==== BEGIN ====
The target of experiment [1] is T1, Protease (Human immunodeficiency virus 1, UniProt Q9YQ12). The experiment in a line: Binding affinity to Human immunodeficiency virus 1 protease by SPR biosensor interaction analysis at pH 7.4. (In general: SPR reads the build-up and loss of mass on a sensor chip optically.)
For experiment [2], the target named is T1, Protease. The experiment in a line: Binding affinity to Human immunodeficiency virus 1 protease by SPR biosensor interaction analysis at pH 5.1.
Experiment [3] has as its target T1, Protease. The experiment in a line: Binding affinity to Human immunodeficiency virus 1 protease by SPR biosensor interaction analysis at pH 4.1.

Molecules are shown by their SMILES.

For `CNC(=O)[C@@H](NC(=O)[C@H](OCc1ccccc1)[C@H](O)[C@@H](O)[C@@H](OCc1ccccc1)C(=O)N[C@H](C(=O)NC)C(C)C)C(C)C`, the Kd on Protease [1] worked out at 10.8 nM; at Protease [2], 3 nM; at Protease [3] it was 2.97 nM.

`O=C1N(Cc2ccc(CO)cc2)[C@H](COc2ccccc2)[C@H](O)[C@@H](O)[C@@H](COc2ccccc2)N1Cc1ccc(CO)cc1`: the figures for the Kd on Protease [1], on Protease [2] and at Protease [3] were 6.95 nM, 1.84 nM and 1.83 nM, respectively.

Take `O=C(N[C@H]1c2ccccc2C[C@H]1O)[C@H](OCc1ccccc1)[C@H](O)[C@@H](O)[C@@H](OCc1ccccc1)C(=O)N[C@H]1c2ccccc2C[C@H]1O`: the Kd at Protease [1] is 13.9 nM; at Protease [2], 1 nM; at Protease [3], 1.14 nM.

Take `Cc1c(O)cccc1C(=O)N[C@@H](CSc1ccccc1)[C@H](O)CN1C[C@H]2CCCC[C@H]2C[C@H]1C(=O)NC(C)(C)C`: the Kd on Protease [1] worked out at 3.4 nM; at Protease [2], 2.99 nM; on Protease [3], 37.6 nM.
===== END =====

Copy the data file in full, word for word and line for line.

The target of experiment [1] is T1, Protease (Human immunodeficiency virus 1, UniProt Q9YQ12). The experiment in a line: Binding affinity to Human immunodeficiency virus 1 protease by SPR biosensor interaction analysis at pH 7.4. (In general: SPR reads the build-up and loss of mass on a sensor chip optically.)
For experiment [2], the target named is T1, Protease. The experiment in a line: Binding affinity to Human immunodeficiency virus 1 protease by SPR biosensor interaction analysis at pH 5.1.
Experiment [3] has as its target T1, Protease. The experiment in a line: Binding affinity to Human immunodeficiency virus 1 protease by SPR biosensor interaction analysis at pH 4.1.

Molecules are shown by their SMILES.

For `CNC(=O)[C@@H](NC(=O)[C@H](OCc1ccccc1)[C@H](O)[C@@H](O)[C@@H](OCc1ccccc1)C(=O)N[C@H](C(=O)NC)C(C)C)C(C)C`, the Kd on Protease [1] worked out at 10.8 nM; at Protease [2], 3 nM; at Protease [3] it was 2.97 nM.

`O=C1N(Cc2ccc(CO)cc2)[C@H](COc2ccccc2)[C@H](O)[C@@H](O)[C@@H](COc2ccccc2)N1Cc1ccc(CO)cc1`: the figures for the Kd on Protease [1], on Protease [2] and at Protease [3] were 6.95 nM, 1.84 nM and 1.83 nM, respectively.

Take `O=C(N[C@H]1c2ccccc2C[C@H]1O)[C@H](OCc1ccccc1)[C@H](O)[C@@H](O)[C@@H](OCc1ccccc1)C(=O)N[C@H]1c2ccccc2C[C@H]1O`: the Kd at Protease [1] is 13.9 nM; at Protease [2], 1 nM; at Protease [3], 1.14 nM.

Take `Cc1c(O)cccc1C(=O)N[C@@H](CSc1ccccc1)[C@H](O)CN1C[C@H]2CCCC[C@H]2C[C@H]1C(=O)NC(C)(C)C`: the Kd on Protease [1] worked out at 3.4 nM; at Protease [2], 2.99 nM; on Protease [3], 37.6 nM.